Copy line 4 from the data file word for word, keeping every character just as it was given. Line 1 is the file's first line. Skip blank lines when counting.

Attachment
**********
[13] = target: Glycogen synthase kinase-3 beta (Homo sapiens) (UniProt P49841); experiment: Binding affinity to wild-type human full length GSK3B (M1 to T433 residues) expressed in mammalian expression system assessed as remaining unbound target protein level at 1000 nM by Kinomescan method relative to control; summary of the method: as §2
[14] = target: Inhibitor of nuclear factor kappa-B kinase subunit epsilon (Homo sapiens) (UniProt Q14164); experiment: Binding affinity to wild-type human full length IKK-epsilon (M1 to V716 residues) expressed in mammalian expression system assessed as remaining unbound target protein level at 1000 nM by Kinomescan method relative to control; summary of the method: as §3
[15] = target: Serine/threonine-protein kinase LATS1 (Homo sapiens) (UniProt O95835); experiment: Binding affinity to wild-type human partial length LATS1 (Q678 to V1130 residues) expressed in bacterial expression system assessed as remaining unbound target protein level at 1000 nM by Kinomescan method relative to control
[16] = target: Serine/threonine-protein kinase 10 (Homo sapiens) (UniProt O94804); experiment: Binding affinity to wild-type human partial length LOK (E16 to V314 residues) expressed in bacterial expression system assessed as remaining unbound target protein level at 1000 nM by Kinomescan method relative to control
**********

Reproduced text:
[16] = target: Serine/threonine-protein kinase 10 (Homo sapiens) (UniProt O94804); experiment: Binding affinity to wild-type human partial length LOK (E16 to V314 residues) expressed in bacterial expression system assessed as remaining unbound target protein level at 1000 nM by Kinomescan method relative to control